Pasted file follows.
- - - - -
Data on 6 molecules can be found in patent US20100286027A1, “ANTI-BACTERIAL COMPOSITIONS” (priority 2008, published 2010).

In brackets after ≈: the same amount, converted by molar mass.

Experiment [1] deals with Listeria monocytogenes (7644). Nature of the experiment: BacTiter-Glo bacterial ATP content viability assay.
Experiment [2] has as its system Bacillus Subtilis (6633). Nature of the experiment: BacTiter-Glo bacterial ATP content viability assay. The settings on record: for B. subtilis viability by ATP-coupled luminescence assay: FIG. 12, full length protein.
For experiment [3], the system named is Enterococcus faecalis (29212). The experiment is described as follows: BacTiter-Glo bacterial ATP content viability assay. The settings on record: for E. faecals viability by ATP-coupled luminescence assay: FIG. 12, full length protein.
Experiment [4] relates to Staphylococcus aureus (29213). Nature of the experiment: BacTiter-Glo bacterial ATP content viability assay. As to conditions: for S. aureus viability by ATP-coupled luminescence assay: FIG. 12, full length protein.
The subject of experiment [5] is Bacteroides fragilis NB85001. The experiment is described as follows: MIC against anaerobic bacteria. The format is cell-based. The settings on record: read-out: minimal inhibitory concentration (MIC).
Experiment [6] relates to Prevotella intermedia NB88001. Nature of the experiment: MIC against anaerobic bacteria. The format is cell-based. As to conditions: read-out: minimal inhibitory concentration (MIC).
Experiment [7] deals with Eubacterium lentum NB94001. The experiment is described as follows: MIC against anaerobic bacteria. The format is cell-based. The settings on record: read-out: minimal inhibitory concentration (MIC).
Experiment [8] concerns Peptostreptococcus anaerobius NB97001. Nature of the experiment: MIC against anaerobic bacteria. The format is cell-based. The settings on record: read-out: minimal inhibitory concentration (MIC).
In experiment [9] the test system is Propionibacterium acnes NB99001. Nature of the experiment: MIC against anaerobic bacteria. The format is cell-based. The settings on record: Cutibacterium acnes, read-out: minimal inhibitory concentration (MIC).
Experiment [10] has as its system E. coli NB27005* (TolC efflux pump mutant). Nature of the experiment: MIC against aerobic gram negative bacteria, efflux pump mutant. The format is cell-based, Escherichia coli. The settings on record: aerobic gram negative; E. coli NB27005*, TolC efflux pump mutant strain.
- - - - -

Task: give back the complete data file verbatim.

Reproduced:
Data on 6 molecules can be found in patent US20100286027A1, “ANTI-BACTERIAL COMPOSITIONS” (priority 2008, published 2010).

In brackets after ≈: the same amount, converted by molar mass.

Experiment [1] deals with Listeria monocytogenes (7644). Nature of the experiment: BacTiter-Glo bacterial ATP content viability assay.
Experiment [2] has as its system Bacillus Subtilis (6633). Nature of the experiment: BacTiter-Glo bacterial ATP content viability assay. The settings on record: for B. subtilis viability by ATP-coupled luminescence assay: FIG. 12, full length protein.
For experiment [3], the system named is Enterococcus faecalis (29212). The experiment is described as follows: BacTiter-Glo bacterial ATP content viability assay. The settings on record: for E. faecals viability by ATP-coupled luminescence assay: FIG. 12, full length protein.
Experiment [4] relates to Staphylococcus aureus (29213). Nature of the experiment: BacTiter-Glo bacterial ATP content viability assay. As to conditions: for S. aureus viability by ATP-coupled luminescence assay: FIG. 12, full length protein.
The subject of experiment [5] is Bacteroides fragilis NB85001. The experiment is described as follows: MIC against anaerobic bacteria. The format is cell-based. The settings on record: read-out: minimal inhibitory concentration (MIC).
Experiment [6] relates to Prevotella intermedia NB88001. Nature of the experiment: MIC against anaerobic bacteria. The format is cell-based. As to conditions: read-out: minimal inhibitory concentration (MIC).
Experiment [7] deals with Eubacterium lentum NB94001. The experiment is described as follows: MIC against anaerobic bacteria. The format is cell-based. The settings on record: read-out: minimal inhibitory concentration (MIC).
Experiment [8] concerns Peptostreptococcus anaerobius NB97001. Nature of the experiment: MIC against anaerobic bacteria. The format is cell-based. The settings on record: read-out: minimal inhibitory concentration (MIC).
In experiment [9] the test system is Propionibacterium acnes NB99001. Nature of the experiment: MIC against anaerobic bacteria. The format is cell-based. The settings on record: Cutibacterium acnes, read-out: minimal inhibitory concentration (MIC).
Experiment [10] has as its system E. coli NB27005* (TolC efflux pump mutant). Nature of the experiment: MIC against aerobic gram negative bacteria, efflux pump mutant. The format is cell-based, Escherichia coli. The settings on record: aerobic gram negative; E. coli NB27005*, TolC efflux pump mutant strain.